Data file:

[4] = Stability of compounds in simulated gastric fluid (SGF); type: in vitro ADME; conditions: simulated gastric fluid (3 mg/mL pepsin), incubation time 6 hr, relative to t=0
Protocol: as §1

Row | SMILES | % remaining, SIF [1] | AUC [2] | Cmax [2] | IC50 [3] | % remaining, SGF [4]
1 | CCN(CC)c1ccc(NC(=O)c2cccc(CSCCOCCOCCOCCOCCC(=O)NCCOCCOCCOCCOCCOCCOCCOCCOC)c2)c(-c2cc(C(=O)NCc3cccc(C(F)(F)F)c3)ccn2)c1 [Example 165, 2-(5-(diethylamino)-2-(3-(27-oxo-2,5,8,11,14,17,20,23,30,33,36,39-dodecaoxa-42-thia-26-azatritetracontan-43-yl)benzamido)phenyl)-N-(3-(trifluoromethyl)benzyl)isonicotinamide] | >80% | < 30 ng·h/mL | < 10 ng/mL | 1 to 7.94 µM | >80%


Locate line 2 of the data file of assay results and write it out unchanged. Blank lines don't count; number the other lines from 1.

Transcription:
Protocol: as §1